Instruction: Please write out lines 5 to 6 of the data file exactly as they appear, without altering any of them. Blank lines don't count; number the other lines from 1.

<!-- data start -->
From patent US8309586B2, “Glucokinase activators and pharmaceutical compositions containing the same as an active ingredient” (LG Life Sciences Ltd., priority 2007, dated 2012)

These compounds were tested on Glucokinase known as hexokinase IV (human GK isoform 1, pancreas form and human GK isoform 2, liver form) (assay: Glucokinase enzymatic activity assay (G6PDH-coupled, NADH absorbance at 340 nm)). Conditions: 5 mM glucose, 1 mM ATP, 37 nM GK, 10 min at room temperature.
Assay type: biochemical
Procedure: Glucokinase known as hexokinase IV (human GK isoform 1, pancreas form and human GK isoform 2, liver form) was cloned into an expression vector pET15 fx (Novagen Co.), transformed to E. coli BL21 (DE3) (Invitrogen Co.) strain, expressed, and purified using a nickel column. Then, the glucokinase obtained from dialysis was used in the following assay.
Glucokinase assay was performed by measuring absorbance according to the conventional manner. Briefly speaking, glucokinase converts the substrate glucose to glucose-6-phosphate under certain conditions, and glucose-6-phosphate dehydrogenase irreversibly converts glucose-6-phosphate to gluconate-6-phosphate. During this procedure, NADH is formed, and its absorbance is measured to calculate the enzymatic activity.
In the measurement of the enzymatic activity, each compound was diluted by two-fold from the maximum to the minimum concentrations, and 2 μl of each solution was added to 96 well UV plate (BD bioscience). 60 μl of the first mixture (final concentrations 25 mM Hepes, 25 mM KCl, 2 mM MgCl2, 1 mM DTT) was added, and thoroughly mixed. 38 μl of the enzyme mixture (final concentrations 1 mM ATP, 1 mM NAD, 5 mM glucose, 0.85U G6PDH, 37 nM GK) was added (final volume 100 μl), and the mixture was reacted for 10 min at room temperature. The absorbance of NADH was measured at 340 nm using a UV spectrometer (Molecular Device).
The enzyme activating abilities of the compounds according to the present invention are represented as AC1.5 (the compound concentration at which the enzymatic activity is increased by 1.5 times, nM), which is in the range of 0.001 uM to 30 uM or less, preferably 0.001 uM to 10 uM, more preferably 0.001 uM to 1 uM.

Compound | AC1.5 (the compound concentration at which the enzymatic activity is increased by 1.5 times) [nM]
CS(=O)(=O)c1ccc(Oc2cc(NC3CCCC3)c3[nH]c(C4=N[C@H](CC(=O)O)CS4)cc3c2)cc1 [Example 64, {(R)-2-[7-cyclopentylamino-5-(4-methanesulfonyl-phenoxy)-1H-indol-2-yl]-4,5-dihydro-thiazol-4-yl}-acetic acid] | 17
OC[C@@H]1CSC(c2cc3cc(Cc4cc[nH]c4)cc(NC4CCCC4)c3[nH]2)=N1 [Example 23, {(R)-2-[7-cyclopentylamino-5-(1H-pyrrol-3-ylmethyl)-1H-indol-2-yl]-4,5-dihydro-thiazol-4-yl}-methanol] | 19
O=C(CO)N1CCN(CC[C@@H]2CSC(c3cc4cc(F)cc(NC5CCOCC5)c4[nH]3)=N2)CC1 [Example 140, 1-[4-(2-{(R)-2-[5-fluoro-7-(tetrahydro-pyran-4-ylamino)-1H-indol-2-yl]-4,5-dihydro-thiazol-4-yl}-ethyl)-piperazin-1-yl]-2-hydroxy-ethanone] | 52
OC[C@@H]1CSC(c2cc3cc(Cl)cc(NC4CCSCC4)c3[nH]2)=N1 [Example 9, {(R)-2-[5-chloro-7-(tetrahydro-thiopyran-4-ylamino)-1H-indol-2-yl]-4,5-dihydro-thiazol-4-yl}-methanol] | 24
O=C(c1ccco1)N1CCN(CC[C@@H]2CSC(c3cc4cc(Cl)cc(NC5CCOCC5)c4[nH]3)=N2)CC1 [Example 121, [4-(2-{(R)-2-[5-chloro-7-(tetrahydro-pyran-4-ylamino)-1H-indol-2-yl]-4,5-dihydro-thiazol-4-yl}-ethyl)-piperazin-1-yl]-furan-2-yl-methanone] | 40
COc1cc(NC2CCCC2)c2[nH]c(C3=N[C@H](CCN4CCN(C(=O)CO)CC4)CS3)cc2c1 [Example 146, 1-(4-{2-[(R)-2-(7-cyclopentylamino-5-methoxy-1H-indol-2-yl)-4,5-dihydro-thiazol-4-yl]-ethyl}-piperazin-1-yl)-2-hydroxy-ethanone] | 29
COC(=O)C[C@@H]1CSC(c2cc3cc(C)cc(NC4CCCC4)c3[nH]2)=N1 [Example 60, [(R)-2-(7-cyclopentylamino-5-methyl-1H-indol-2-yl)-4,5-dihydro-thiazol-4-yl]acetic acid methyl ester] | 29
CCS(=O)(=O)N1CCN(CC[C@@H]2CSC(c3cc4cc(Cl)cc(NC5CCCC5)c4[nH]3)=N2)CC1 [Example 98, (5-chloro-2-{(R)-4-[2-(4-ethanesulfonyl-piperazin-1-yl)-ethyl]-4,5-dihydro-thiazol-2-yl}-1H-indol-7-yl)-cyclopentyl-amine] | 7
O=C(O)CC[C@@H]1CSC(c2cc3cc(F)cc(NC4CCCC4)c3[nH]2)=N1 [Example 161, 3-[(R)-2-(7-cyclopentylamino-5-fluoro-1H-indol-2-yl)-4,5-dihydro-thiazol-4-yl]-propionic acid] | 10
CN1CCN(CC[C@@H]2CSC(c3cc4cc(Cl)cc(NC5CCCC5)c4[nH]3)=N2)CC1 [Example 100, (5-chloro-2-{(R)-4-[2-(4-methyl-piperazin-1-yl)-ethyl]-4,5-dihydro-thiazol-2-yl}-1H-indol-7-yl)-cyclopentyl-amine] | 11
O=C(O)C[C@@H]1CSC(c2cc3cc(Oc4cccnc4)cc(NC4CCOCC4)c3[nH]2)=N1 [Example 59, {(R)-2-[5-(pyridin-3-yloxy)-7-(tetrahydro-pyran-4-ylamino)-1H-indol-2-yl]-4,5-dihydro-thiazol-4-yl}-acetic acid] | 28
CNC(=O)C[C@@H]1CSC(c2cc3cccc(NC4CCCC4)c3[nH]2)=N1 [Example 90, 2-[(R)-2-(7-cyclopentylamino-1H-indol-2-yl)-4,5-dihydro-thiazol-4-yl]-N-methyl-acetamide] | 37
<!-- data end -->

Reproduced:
Glucokinase assay was performed by measuring absorbance according to the conventional manner. Briefly speaking, glucokinase converts the substrate glucose to glucose-6-phosphate under certain conditions, and glucose-6-phosphate dehydrogenase irreversibly converts glucose-6-phosphate to gluconate-6-phosphate. During this procedure, NADH is formed, and its absorbance is measured to calculate the enzymatic activity.
In the measurement of the enzymatic activity, each compound was diluted by two-fold from the maximum to the minimum concentrations, and 2 μl of each solution was added to 96 well UV plate (BD bioscience). 60 μl of the first mixture (final concentrations 25 mM Hepes, 25 mM KCl, 2 mM MgCl2, 1 mM DTT) was added, and thoroughly mixed. 38 μl of the enzyme mixture (final concentrations 1 mM ATP, 1 mM NAD, 5 mM glucose, 0.85U G6PDH, 37 nM GK) was added (final volume 100 μl), and the mixture was reacted for 10 min at room temperature. The absorbance of NADH was measured at 340 nm using a UV spectrometer (Molecular Device).